Along with Andrew Roberts, Matthew d'Ancona, Stephen Bayley, Iain Dale and John Kampfner, I was asked by Dylan Jones, editor of GQ, to write a mock obituary of Peter Mandelson for the January issue. Now that the February issue is out, I reprint my contribution here.
He Was the Resurrection
Died: 20 January 2037
"Even Jesus only had a Second Coming," said one commentator when Peter Mandelson returned to Cabinet a third time under Gordon Brown in 2008. When he eventually returned for his fourth and longest incarnation, in the Conservative administration of Boris Johnson in 2016, at the age of 62, he called himself "The Comeback Comeback Comeback Kid". Each time he fell from grace, it seemed that his career was over, and each time that career up to that point would have satisfied all but the most ambitious of politicians. When he was forced to resign from Tony Blair's Cabinet at the end of 1998, after just six months as Trade and Industry Secretary, he had already played a central part in constructing a New Labour party that won the greatest victory in two-party politics, inaugurating the longest single period of Labour rule. When he was forced out a second time in early 2001 he had added a critical contribution to the settlement in Northern Ireland.
Then, when the Labour government crashed out of power in 2010, he had enjoyed the prestige of being a highly-regarded trade commissioner for the European Union before being recalled unexpectedly as, in effect, deputy prime minister during the economic crisis. He could have retired with some comfortable non-executive directorships and a well-remunerated line in waspish commentary, but in many ways, at the age of 56, the story one of the most remarkable statesmen of his generation had only just begun.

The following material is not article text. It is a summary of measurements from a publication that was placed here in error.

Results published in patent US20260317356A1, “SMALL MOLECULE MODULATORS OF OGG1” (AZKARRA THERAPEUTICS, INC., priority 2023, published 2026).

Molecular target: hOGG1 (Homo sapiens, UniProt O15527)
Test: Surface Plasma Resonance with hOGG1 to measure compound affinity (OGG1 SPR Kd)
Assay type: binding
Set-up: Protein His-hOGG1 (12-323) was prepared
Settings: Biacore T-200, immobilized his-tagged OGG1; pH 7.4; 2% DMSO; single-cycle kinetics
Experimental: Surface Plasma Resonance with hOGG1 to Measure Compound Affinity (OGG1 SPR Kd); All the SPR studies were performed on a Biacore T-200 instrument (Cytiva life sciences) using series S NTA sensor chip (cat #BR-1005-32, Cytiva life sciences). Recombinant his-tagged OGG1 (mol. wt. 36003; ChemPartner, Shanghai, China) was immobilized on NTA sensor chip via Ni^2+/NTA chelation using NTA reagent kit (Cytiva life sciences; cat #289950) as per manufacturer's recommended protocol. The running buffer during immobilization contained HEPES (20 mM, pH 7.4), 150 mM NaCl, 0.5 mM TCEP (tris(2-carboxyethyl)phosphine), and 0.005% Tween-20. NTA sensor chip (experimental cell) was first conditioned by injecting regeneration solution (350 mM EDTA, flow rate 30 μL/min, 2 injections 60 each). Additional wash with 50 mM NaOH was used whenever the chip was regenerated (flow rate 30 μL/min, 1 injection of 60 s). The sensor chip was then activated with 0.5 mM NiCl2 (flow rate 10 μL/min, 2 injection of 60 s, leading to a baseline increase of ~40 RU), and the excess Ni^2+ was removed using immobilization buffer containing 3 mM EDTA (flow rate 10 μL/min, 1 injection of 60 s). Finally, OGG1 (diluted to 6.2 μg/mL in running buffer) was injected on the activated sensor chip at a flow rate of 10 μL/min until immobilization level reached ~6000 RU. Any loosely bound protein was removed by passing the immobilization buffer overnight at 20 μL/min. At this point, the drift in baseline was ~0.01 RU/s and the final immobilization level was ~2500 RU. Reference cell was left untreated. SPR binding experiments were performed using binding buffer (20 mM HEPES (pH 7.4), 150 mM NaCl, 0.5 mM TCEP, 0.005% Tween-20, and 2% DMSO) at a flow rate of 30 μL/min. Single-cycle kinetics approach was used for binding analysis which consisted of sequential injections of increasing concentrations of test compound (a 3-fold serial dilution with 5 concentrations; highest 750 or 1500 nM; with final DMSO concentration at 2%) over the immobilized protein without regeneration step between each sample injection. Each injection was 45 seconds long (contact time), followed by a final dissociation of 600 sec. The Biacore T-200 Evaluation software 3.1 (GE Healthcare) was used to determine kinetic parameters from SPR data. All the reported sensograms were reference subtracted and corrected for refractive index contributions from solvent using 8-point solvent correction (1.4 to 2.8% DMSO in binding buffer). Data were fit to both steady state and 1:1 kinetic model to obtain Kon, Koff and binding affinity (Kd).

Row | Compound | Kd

He was born in the same year as Blair, but whereas Blair was brought up in a Conservative household, Mandelson was born into Labour aristocracy, the grandson on his mother's side of Herbert Morrison, Deputy Prime Minister in Clement Attlee's postwar government. For him, Labour politics was destiny; a spell as a television producer a means to an end. His big break was to land the job of Labour Party Director of Communications in 1985. Although the party lost both elections he fought, in 1987 and 1992, he transformed an amateur voluntary organisation into a professional campaign machine. He then decided to become a player rather than a back-room fixer, winning election for Hartlepool as a Labour MP. For a long time, Blair's dependence on his advice kept him in the back room, "in the dark", as Mandelson complained, before he made it to the Cabinet and finally became a politician in his own right.
In a way, the 2010 defeat was a turning point, because the way forward was no longer the New Labour "project" that he, Blair and Brown had constructed. He did take some well-paid directorships - including the one that was to bring him down for the fourth and final time. But he attracted most attention for the shift in his loyalties, recorded in his famous saying, "Le tart, c'est moi," when he accepted the post of ambassador to Washington from David Cameron, who urgently needed to repair his relations with the Obama administration. Mandelson had begun to develop a reputation for memorable and rather unhelpful sayings, which paradoxically seemed only to enhance his reputation, although it is thought unlikely that he actually said, on his friend Tony Blair's appointment as cardinal archbishop, that "a palace is worth a Mass".
His return to the Cabinet, summoned in haste when Boris Johnson overthrew Cameron and needed the support of Labour MPs on the European enlargement issue, opened the most successful phase of his career, in which he enacted the Company Tax Reform Bill - "A thing of beauty and a joy for ever" - and inaugurated the golden age of enterprise in the 2020s.
Iain Dale's is here. If you want the rest, you'll have to find a January GQ.
Photo by Annette Boutellier